According to the Organization for Economic Co-operation and Development (OECD), financial literacy is a combination of awareness, knowledge, skill, attitude and the behavior necessary to make sound financial decisions and ultimately achieve individual financial wellbeing.
Following the global financial crisis, financial literacy has gained international recognition as a critical life skill for individuals. The crisis highlighted the lack of financial knowledge among consumers across the globe. The results of an OECD survey undertaken in 14 countries in 2013, highlighted a lack of financial knowledge amongst a sizeable proportion of the population in each of the countries surveyed. Furthermore, based on a financial literary study across the world (S&P Global FinLit Survey), only 33 percent of adults worldwide are financially literate, that is worldwide, only 1-in-3 adults are familiar with the most basic economic concepts needed to make saving and investment decisions. This means that around 3.5 billion adults globally, most of them in developing economies, lack an understanding of basic financial concepts. However, these global figures vary around the world.
Why is financial education important?
When consumers are financially literate they understand better how bank accounts and credit cards work and what do they really mean, as well as how to avoid wrong decisions and excessive debt. In sum, financial literacy impacts the daily decisions an average family makes when trying to manage its budget, savings and investment activities.
Financial education is so much more important these days than it was 20 years ago. Today, consumers face more complex market environments and a variety of financial choices. There are hundreds of credit card options, several types of mortgages, various investment options that lead to complicated financial decision making. Either in emerging, advanced or developing economies, individuals should be financially educated in order to be able to choose the right savings, loan or investments products that respond to their needs and at the same time be in a position to recognize mistakes and weigh any financial risks involved. Individuals are in charge of securing their own financial well-being and must have the proper financial knowledge to do so. And well-informed consumers are critical to a strong and stable economy.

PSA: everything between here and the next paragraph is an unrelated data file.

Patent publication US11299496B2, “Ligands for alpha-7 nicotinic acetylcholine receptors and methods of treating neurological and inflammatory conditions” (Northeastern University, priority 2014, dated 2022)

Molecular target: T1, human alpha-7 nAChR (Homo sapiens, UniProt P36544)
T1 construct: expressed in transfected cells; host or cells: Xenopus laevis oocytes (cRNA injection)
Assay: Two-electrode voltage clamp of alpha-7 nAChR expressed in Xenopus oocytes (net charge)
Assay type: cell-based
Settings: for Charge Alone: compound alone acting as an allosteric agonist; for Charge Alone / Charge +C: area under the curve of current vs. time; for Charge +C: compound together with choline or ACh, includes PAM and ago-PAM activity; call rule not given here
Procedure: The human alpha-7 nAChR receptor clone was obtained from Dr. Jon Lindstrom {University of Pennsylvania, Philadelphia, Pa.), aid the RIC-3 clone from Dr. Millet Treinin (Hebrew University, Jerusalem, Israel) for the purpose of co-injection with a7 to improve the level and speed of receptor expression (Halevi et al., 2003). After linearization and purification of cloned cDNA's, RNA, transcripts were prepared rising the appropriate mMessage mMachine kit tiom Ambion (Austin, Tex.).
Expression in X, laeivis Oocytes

Financial education concerns all ages but more importantly the young generation since they will be likely facing even more complex financial products and services. Furthermore, young people have access to credit at a much earlier age than their parents did. Accordingly, they need a more comprehensive understanding of credit than was afforded to the previous generation.
In this respect, more and more countries are developing financial educational strategies and programs within their continents. Financial educational activities in Europe vary according to the country’s own culture and educational system. In some countries, financial education is compulsory as part of the primary school curriculum, thus reaching a whole generation in a broad scale. Primary and high school students are educated about basic economic concepts and learn how to make thoughtful and informed decisions about their personal finances. Additionally, financial literacy workshops are organized for the education of both young children, adults and senior citizens in many countries. In this frame, financial institutions are seen as the most frequent and active supporters of the educational initiatives. In some European countries, national strategies are implemented involving the collaboration of various stakeholders (governmental /public bodies, private organizations, consumer organizations, charities, financial institutions, etc.).
At the same time, in most countries national educational websites have been established posting information and guidance about various economic issues such as budget management and planning, savings, borrowings, investment and insurance issues.